Hosting Study Groups

Part IV – Conducting the Class

Preparing to Conduct the Class

 

Introductory Letter to Participants

Before your first class, contact everyone in your group via email and tell them the details of the meeting and purpose of the group, as well as a little about the chapter you’ll be covering. Encourage them to read the chapter and listen to the audio of Sat Shree’s revelations of the chapter before coming to the meeting.

 

Class Preparation

It is best to listen or watch Sat Shree’s recordings on the Gita or Mother Book in advance of facilitating a study group. As you do so note the beginning and ending times of those segments that appeal to you or which you feel would be helpful to share with the group as a way of prompting discussion and self-reflection. These can be 5 to 15 minutes long.

 

Download Attendance Record

In the facilitators page on the website download the document called Attendance Record for Study Groups and fill this out for each group each week. This information will be used only within New Dharma. With this information New Dharma can keep new participants informed of the Tuesday night calls, satsangs, intensives, and retreats. With so many of Sat Shree’s programs being broadcast on Crowdcast now, it will be very easy for new participants to become more involved. Please send this information to newdharma.teamgita@gmail.com  as well as to Natalie at newdharma.office@gmail.com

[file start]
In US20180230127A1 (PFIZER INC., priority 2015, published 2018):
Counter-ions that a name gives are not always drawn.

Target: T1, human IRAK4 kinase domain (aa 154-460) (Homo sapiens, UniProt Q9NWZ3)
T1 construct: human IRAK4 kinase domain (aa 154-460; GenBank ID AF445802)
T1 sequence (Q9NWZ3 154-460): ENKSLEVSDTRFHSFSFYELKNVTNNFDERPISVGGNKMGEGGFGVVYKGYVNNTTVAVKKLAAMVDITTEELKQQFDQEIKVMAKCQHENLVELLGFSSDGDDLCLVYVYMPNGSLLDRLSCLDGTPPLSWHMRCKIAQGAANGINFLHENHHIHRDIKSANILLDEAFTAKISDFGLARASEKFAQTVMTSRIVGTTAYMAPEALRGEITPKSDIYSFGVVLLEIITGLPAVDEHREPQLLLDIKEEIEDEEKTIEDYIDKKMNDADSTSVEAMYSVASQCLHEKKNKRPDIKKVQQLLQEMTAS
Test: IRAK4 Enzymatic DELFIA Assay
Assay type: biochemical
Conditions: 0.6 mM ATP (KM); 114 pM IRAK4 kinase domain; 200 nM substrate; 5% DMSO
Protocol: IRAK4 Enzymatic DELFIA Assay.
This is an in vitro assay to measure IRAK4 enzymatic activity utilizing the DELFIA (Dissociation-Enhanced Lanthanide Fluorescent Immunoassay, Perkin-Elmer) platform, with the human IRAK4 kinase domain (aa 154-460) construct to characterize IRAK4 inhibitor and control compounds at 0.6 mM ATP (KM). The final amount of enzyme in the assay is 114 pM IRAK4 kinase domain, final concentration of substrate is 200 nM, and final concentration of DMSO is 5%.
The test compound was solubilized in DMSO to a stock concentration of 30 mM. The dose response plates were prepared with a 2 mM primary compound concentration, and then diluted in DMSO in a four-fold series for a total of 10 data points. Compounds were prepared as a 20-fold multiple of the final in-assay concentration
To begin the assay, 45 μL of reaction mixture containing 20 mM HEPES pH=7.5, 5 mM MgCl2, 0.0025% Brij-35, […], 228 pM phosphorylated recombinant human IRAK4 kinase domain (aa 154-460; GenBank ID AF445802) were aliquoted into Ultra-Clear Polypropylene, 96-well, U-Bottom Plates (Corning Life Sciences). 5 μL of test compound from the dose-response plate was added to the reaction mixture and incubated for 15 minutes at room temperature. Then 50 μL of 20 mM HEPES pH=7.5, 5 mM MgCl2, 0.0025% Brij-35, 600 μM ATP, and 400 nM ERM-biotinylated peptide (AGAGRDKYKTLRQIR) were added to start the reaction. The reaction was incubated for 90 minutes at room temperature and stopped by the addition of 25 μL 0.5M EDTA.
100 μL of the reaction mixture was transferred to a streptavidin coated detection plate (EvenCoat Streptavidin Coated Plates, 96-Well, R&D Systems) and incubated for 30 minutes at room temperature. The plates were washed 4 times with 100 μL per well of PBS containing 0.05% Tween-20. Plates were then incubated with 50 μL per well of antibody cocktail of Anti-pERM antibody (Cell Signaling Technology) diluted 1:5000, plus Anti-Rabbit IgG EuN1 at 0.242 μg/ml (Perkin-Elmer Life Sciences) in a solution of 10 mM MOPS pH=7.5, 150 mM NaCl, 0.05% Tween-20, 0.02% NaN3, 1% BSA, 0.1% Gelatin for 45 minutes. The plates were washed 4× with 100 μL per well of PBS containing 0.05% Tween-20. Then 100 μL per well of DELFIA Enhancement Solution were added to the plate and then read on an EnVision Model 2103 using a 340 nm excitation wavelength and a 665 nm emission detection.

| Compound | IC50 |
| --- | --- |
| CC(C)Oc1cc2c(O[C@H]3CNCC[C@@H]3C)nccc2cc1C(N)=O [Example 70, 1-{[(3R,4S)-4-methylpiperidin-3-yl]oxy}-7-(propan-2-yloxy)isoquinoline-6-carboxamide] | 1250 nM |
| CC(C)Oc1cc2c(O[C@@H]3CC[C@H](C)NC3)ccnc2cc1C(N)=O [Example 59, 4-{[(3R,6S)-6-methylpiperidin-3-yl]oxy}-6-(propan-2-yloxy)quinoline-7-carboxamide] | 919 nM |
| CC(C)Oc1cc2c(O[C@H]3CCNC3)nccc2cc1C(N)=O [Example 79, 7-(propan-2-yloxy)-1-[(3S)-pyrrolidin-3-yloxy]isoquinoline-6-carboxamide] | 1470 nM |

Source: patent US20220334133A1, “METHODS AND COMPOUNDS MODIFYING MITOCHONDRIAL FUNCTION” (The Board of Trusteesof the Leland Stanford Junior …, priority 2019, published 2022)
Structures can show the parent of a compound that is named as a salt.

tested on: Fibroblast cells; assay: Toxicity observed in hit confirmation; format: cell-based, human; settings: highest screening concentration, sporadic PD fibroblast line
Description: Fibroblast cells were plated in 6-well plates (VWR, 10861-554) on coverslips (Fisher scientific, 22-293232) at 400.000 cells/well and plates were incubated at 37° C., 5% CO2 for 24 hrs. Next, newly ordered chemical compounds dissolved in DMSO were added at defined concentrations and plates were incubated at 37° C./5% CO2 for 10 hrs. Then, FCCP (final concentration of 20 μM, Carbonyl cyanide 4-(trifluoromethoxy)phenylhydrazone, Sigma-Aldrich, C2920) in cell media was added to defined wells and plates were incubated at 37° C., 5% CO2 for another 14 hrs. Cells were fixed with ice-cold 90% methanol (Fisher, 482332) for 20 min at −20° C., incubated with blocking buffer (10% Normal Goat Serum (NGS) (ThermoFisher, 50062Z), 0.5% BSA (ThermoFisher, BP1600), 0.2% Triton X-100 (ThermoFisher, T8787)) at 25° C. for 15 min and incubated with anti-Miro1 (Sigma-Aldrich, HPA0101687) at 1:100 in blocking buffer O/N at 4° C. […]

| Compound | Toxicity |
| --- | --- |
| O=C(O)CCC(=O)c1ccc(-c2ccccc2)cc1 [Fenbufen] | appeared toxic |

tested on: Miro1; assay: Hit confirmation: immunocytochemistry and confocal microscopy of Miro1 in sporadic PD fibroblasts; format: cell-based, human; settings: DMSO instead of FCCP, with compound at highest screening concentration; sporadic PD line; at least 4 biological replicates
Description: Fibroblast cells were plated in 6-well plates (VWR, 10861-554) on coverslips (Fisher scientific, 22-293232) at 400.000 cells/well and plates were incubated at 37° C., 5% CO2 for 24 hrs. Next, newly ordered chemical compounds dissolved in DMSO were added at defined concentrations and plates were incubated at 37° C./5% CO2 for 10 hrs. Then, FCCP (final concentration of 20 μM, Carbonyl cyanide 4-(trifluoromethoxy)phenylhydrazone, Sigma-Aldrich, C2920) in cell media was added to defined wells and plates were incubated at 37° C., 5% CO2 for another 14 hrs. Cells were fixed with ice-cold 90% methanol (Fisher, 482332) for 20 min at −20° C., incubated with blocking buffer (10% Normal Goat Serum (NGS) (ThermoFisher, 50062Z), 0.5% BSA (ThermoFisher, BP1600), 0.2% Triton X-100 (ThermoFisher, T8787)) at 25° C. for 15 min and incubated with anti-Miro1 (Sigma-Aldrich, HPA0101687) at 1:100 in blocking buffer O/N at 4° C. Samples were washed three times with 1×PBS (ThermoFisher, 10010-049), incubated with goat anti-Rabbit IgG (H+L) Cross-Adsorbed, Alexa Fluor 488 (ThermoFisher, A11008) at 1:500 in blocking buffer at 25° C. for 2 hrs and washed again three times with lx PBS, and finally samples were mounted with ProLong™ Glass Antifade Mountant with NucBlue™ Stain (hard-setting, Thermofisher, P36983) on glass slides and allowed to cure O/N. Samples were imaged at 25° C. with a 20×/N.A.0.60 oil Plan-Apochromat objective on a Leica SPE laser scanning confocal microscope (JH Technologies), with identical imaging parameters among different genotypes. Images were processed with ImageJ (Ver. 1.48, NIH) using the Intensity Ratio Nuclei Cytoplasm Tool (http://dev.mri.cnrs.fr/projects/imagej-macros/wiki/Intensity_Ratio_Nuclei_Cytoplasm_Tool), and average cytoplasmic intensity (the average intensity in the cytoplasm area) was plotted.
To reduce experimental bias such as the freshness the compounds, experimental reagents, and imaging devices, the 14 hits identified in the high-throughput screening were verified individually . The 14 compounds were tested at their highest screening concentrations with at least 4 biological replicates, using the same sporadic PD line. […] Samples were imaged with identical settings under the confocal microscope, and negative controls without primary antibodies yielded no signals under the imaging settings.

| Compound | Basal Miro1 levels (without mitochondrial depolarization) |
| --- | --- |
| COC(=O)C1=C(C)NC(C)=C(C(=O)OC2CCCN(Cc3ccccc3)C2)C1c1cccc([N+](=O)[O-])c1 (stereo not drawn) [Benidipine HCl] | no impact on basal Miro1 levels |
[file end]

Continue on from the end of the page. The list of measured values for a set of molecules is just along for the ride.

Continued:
Conducting the Class

Once everyone is present and signed in, take a moment to look at each person individually in the room and say WELCOME or NAMASTE. This will bring everyone together with you and can be a powerful entry point.

 

Managing Space

Just prior to the room opening up for the discussion period there may be an awkward silence. This is where holding the space is required. During this time simply sit together in silence as a group; this allows the intent to build in the room. It is also where you establish your authority with the group. Notice what arises for you but do not be afraid of the silence; sometimes several minutes may go by before someone is moved to speak. Once the discussion begins it may take off and be vibrant. Be sure that no one person dominates the discussion. If this does become a challenge you can set a time limit of 10 minutes for each person’s sharing if you feel that is needed. You are not “leading” the group, but you are facilitating what arises for people in the context of the purpose of the group.

 

Silent Sitting/Meditation

After your welcome and give an overview of the program, open with a meditation, describing it as a “silent sitting.” You can suggest that the participants focus on their breath and sit as quietly as possible. This should be for between five and ten minutes.

 

Introductions

For the first class, as well as when new people join, invite participants to share their names and what their intention is for being here. Go around the circle, passing the recorder from person to person.  

 

Set the Intent